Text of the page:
A little background: The Active Minds model for mental health education and suicide prevention originated 15 years ago and uses a peer-to-peer approach to give students tools to undo stigma, change perceptions about mental health and create a more supportive campus environment. 

Here’s a summary of some of the survey findings: 
  • Students involved with Active Minds were more likely to reach out to a classmate or friend struggling with a mental health issue like depression, anxiety or suicidal thoughts.
  • As a result of an Active Minds presence, knowledge and positive attitudes about mental health increases, creating a more supportive campus climate and increasing the potential of students seeking mental health services.
  • Peer-led mental groups help to have a positive influence on students’ knowledge and attitudes toward mental health issues as well as their behaviors.
"Active Minds and other student-run organizations aimed at teaching peers about mental health issues may be instrumental in shaping a more supportive climate toward mental health issues on college campuses -- even over the course of a single academic year," Dr. Bradley D. Stein, a senior physician scientist at RAND and author of the study, said in a release. 

Sobriety College at Hope Academy
If you are or someone you love is a college student struggling with a co-occurring mental health disorder and substance use disorder, Hope Academy may be the ideal rehab program for you. Our peer-based program provides the safety and support you need to succeed in school and at sobriety. To learn more about our sobriety college, call today: 866-930-4673.

Monday, July 2, 2018

Tips for a Sober 4th of July

sober 4th of JulyThe Fourth of July can be a challenging and frustrating holiday during early recovery. But with the right steps it can also be the perfect holiday to celebrate your independence from the grips of addiction. Here are some ideas to enjoy your newfound sober freedom this July 4th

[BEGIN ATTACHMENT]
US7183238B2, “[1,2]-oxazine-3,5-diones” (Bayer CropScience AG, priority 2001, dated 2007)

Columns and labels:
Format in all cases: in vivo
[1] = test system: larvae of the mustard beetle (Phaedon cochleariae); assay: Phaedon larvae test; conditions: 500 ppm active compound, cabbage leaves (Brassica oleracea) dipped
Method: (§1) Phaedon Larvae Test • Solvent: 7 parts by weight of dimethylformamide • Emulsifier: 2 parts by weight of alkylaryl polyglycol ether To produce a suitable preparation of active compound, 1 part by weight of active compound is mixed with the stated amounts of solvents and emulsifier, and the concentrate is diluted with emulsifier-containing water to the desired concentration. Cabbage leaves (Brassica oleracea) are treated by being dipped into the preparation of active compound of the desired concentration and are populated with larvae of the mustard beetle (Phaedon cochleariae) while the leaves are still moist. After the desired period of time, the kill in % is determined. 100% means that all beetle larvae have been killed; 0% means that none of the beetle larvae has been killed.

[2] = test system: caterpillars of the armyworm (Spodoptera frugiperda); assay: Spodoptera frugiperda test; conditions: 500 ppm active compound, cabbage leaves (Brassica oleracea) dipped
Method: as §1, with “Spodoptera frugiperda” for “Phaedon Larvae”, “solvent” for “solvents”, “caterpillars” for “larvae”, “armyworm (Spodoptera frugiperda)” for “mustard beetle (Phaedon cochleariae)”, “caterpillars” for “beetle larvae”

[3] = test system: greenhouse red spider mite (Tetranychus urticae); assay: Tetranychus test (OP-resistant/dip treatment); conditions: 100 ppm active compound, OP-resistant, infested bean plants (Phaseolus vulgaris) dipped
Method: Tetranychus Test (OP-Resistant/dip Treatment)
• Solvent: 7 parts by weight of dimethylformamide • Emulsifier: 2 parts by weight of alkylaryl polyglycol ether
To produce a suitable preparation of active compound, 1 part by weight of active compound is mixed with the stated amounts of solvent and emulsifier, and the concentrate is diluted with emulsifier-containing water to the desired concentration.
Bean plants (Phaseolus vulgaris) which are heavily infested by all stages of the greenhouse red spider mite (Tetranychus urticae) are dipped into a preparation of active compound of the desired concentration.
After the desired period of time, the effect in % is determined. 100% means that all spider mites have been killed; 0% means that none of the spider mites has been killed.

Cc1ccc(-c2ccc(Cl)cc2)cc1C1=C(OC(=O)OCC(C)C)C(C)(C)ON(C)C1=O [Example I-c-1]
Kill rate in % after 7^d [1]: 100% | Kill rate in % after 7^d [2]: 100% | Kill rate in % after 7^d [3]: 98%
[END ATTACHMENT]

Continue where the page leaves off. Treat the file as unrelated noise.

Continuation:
• Make a grateful list. Jot down all the reasons why you’re grateful to be sober and free from drugs and/or alcohol. This simple exercise is a great way to start your July 4th celebration.
  • Go to a meeting. Surrounding yourself with supportive people who are also trying to stay sober on this day can help you stay strong and beat back any cravings. Not in the mood for a face-to-face meeting? Check out an online support group. 
  • Start your own tradition. A big part of recovery is redefining fun so it doesn’t include alcohol and/or drugs. Gather some friends for a round of bowling or afternoon movie – or whatever sober activity makes you feel good.
  • Throw a sober July 4th party. You can invite all your sober friends who are also looking for something fun to do sober. Put on some music, play board games, tie-dye t-shirts or bake cookies together. 
  • Recruit a support friend. Whether you're headed to a beach party or just hanging home with close friends, it’s super helpful to have one special person who you know is ready to help if the pressure of the holiday becomes overwhelming. Along these same lines, if you do attend an event with drugs or alcohol, make sure you have an emergency escape plan ready.